5. It is a Glamorous Life
Some aspects of burlesque are incredible. The fact that I get to do what I have always dreamed about, get paid for it, travel the world and be as creative as I want to be is unbelievable. I wouldn’t trade what I do for anything. However, it is not always sparkles and glitter. International shows aren’t a holiday! More times than not, you are booked (or book yourself) on the earliest flight/train possible which means that you don’t sleep and have to pay a premium rate to get there. You don’t get to explore the city you are in because you are working and teching all day. Having to run on the tube to get from show to show is stressful and sweaty and you may get abuse because you are in full show makeup. Friendships and relationships suffer because if a bill needs to be paid and we get offered a show when Nanna’s birthday is on – we take the show. Our diets are difficult to maintain and there is a lot of waiting around. But, as I said, there is nothing I would rather do!
6. Burlesque Sets Are 30 Minutes Long
Apologies to all of the corporate and private clients that have this assumption, but our performances are not half an hour long! Singers, yes. Many other disciplines, no problem. But how long does one think that it takes to get undressed!? In the past when I have been asked to do a longer set, at a push I can do a striptease and a full fan dance and even end with a fire set. At max I can push it to around fifteen minutes, but that is all the material that I have! My style of burlesque would suffer if I prolonged a striptease for an additional seven minutes, because I can’t do a high energy dance for that long and people get bored. Be grateful if we offer you an eight minute set!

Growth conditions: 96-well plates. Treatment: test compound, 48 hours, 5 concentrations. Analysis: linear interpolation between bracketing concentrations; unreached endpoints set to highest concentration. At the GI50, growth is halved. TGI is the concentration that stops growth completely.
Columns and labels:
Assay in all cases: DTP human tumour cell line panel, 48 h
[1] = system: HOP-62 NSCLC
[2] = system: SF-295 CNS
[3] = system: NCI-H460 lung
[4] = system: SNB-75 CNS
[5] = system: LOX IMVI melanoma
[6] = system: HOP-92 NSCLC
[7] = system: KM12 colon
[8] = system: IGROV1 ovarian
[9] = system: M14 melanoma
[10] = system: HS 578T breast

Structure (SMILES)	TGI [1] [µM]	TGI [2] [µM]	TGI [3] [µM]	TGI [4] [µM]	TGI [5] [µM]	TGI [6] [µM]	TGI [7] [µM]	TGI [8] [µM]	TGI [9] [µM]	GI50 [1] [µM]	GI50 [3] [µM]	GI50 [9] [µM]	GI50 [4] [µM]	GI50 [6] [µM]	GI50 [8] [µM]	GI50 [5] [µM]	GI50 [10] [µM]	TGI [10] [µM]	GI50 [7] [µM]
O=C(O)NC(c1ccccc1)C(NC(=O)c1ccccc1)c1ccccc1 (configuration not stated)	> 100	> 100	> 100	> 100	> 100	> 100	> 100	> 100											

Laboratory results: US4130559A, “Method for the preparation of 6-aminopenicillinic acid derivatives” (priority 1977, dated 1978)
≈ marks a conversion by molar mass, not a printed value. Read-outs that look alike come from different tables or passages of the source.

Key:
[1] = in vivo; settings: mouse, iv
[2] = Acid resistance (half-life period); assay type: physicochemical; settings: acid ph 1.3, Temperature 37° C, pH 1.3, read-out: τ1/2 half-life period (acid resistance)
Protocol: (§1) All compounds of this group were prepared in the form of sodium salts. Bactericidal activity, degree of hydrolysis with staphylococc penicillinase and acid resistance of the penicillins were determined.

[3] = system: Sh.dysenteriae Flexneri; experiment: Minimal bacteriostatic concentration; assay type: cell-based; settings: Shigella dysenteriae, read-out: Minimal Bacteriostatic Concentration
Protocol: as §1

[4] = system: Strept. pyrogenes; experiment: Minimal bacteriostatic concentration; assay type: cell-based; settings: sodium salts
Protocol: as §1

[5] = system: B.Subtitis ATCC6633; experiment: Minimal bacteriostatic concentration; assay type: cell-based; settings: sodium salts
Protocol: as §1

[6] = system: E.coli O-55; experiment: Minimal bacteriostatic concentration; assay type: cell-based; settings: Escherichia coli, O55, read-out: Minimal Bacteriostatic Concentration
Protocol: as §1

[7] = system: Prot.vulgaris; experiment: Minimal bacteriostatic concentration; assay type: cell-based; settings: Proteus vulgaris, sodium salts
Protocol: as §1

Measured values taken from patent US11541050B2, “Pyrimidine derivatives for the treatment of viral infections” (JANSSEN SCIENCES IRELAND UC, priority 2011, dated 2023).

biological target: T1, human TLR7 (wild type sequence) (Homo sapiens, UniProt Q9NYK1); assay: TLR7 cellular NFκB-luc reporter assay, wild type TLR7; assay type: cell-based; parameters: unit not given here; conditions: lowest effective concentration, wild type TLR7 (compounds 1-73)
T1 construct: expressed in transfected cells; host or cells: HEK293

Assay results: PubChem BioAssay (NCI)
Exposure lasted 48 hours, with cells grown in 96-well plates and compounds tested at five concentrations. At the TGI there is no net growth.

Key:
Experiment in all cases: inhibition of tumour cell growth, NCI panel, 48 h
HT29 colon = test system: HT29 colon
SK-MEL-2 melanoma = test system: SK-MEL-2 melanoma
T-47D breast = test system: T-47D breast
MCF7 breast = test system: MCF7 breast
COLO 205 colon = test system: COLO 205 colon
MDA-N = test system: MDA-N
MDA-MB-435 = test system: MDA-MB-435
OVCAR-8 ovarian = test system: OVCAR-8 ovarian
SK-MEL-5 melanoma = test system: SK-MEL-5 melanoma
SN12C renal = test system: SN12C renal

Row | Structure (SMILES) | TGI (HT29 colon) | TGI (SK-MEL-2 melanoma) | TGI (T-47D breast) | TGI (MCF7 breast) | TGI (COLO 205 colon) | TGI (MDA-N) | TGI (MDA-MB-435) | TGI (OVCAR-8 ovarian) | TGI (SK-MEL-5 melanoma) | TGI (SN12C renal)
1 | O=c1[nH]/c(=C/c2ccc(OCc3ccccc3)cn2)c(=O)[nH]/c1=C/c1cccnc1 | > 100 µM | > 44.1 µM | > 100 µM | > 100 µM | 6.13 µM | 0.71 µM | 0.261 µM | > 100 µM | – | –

7. It Means ’50s’
Burlesque does not mean a ‘1950s’ re-imagining. Firstly, let me preface this by saying that there is nothing wrong with burlesque dancers who do 50s bump ‘n’ grind or classic striptease with a 50s aesthetic. But not all of us look like a 50s film star and if we do not then it does not mean that we are not ‘real’ burlesque performers. Burlesque comes in many themes and styles and all are perfectly valid. If a performer is amazing on stage then that is all that matters.
8. It is Like the Movie
Whilst it is nice that somebody took an interest in our artform, burlesque is not like the movie Burlesque. The movie has slight elements hinting to striptease with big showgirl numbers, however, based on budget alone, our performances do not look like that. Sadly, the movie did not cover all facets of burlesque (refer to point number 7) which was a bit of an annoyance for someone such as myself and did not showcase burlesque in its true glory. If you would like to know what burlesque is like, please go to a show!